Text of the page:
Navigating an imagined Middle–earth: Finding and analyzing text–based and film–based mental images of Middle–earth through online fan community


  • Jennifer M. Grek Martin Dalhousie University
  • Anatoliy Gruzd Dalhousie University
  • Vivian Howard Dalhousie University



automated text analysis, online fan communities, Tolkien


The proliferation of social media brings new opportunities to discover the ways in which we receive, process, and disseminate information — even information that seems confined to our imaginations. Mental imagery — those images we create in our imaginations as we read a text or watch a film — is not well understood. Netlytic, a Web-based system for automated text analysis, permitted the capture and analysis of online discussions relating to mental images of J.R.R. Tolkien’s and Peter Jackson’s The Lord of the Rings as text and as film adaptation, giving insight to our understanding of mental imagery as a form of human cognition and information processing. Furthermore, this study serves as a starting point for further development of academic research using Web-based text analysis systems and online communities.

Author Biographies

Jennifer M. Grek Martin, Dalhousie University

Jennifer Grek Martin received her MLIS from Dalhousie University; she also holds an MSc in Geography from the University of Wisconsin — Madison. She currently teaches courses at Dalhousie University and Saint Mary’s University, both in Halifax, Nova Scotia, Canada.

Anatoliy Gruzd, Dalhousie University

Dr. Anatoliy Gruzd ( is an Associate Professor in the School of Information Management and Director of the Social Media Lab ( at Dalhousie University, Canada. His research initiatives explore how social media and other web 2.0 technologies are changing the ways in which people disseminate knowledge and information and how these changes are impacting social, economic and political norms and structures of our modern society. Dr. Gruzd is also actively developing and testing new web tools and apps for discovering and visualizing information and online social networks. The broad aim of his various research initiatives is to provide decision makers with additional knowledge and insights into the behaviors and relationships of online network members, and to understand how these interpersonal connections influence our personal choices and actions.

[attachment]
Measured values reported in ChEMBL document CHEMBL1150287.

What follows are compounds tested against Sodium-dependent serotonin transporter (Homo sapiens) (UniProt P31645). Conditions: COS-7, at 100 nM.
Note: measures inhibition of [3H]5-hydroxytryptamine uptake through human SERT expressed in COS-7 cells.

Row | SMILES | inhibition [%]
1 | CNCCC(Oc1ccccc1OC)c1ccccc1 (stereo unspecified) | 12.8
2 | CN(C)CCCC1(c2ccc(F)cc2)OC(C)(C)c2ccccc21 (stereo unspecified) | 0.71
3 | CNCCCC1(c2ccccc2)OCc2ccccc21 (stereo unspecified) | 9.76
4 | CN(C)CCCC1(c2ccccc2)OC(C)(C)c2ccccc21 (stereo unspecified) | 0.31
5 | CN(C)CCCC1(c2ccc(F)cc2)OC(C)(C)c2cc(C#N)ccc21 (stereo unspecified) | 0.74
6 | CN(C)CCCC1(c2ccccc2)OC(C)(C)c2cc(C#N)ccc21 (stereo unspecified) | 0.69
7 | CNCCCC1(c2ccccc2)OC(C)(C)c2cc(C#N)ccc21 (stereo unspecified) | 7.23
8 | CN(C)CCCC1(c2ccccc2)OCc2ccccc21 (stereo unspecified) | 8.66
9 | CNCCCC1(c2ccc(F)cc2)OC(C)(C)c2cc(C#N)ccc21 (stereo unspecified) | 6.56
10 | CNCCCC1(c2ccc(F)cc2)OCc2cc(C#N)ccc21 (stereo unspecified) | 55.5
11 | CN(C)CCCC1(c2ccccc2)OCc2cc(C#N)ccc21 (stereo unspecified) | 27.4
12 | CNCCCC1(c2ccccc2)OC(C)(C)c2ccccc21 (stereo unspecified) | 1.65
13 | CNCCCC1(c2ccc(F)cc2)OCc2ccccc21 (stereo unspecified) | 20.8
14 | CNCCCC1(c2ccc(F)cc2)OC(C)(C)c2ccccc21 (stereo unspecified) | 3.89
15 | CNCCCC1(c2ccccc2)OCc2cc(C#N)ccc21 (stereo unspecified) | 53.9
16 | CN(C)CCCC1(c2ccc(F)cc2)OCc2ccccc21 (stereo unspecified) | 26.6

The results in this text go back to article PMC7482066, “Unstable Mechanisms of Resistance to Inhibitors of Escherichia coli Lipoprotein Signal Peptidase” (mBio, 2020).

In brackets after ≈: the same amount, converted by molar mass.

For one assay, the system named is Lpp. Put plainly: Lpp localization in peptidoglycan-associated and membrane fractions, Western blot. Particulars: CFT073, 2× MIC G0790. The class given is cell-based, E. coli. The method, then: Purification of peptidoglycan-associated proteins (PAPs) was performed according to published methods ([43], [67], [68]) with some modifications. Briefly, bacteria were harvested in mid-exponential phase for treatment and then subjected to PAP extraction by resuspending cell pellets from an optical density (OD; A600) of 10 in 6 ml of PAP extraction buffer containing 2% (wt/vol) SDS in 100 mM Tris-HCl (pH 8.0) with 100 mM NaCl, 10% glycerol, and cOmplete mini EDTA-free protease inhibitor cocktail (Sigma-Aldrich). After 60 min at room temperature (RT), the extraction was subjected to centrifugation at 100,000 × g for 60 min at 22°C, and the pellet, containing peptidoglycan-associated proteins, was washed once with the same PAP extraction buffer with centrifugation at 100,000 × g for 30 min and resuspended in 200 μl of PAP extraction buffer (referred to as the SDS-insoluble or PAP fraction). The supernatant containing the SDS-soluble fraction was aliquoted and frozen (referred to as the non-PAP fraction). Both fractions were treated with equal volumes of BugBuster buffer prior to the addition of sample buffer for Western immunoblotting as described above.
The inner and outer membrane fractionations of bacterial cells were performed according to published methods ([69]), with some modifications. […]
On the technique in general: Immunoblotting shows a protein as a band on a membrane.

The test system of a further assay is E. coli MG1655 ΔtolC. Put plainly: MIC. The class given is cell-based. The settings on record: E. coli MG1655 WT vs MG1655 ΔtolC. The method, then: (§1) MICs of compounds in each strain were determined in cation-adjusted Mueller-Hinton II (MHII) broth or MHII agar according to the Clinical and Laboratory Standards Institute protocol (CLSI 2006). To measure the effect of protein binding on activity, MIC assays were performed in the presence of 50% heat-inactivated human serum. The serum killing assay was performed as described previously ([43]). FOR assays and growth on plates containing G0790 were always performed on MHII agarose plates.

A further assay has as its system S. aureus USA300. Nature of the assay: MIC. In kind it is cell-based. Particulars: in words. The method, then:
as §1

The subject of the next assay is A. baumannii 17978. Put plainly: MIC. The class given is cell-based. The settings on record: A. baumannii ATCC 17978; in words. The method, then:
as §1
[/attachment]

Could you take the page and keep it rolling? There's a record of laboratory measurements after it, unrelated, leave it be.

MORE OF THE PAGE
Vivian Howard, Dalhousie University

associate professor in the School of Information  
Management and Associate Dean Academic of the Faculty of Management at Dalhousie University




How to Cite

Grek Martin, J. M., Gruzd, A., & Howard, V. (2013). Navigating an imagined Middle–earth: Finding and analyzing text–based and film–based mental images of Middle–earth through online fan community. First Monday, 18(5).